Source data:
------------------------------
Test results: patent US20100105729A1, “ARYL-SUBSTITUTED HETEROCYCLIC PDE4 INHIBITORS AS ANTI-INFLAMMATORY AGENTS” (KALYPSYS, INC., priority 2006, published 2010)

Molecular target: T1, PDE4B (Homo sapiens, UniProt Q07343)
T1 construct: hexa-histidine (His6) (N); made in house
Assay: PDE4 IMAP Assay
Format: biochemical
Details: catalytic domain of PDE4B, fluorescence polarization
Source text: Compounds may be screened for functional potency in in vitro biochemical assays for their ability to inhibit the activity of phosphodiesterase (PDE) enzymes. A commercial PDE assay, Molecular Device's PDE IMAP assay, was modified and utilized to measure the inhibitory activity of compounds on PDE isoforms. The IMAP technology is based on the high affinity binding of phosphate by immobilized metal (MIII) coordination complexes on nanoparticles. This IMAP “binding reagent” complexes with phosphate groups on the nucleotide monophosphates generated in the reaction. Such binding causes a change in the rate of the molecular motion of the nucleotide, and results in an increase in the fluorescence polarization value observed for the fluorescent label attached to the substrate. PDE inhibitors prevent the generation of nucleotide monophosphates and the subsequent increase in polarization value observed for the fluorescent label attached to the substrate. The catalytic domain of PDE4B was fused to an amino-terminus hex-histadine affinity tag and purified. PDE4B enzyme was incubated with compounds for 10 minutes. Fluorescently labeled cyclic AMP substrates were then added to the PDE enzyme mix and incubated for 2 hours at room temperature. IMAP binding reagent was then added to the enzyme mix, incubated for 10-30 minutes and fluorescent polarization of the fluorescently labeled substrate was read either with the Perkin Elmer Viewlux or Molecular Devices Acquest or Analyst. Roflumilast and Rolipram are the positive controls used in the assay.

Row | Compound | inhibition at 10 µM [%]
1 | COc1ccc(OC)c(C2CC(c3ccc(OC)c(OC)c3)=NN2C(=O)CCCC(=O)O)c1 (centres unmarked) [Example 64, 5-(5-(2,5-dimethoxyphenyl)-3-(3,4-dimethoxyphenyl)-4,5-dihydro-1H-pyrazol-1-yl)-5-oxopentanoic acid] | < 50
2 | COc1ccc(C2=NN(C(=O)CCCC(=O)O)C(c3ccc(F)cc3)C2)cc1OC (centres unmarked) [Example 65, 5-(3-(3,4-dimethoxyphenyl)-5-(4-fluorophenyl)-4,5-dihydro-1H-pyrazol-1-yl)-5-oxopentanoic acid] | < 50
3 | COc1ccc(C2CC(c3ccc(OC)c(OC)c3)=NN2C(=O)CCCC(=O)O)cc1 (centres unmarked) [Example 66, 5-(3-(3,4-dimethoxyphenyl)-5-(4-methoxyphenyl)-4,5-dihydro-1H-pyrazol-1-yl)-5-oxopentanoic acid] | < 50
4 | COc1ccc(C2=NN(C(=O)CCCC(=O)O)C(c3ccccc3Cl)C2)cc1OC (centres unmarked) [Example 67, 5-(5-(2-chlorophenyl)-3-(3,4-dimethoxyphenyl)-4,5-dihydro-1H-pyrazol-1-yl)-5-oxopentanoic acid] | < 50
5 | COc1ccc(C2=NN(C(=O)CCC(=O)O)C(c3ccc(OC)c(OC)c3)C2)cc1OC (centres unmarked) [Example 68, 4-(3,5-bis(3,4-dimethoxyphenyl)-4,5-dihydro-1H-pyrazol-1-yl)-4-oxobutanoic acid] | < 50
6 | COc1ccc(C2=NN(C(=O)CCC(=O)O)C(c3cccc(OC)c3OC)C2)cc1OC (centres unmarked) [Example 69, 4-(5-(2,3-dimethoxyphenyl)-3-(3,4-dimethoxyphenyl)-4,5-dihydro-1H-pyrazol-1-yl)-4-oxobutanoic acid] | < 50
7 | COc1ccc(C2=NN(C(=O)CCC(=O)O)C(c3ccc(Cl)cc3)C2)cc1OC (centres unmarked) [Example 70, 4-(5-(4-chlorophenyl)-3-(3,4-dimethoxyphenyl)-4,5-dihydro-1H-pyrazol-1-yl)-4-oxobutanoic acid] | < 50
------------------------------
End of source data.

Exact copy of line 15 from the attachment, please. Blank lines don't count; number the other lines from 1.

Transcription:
7 | COc1ccc(C2=NN(C(=O)CCC(=O)O)C(c3ccc(Cl)cc3)C2)cc1OC (centres unmarked) [Example 70, 4-(5-(4-chlorophenyl)-3-(3,4-dimethoxyphenyl)-4,5-dihydro-1H-pyrazol-1-yl)-4-oxobutanoic acid] | < 50